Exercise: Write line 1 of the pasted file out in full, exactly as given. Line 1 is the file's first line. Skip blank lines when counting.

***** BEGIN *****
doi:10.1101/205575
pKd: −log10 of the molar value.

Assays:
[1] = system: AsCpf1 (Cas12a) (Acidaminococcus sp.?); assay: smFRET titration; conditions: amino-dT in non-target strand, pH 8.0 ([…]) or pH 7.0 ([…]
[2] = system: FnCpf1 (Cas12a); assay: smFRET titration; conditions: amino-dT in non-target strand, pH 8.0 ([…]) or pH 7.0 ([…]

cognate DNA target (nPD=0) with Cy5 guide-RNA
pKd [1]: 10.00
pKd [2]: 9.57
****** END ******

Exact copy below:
doi:10.1101/205575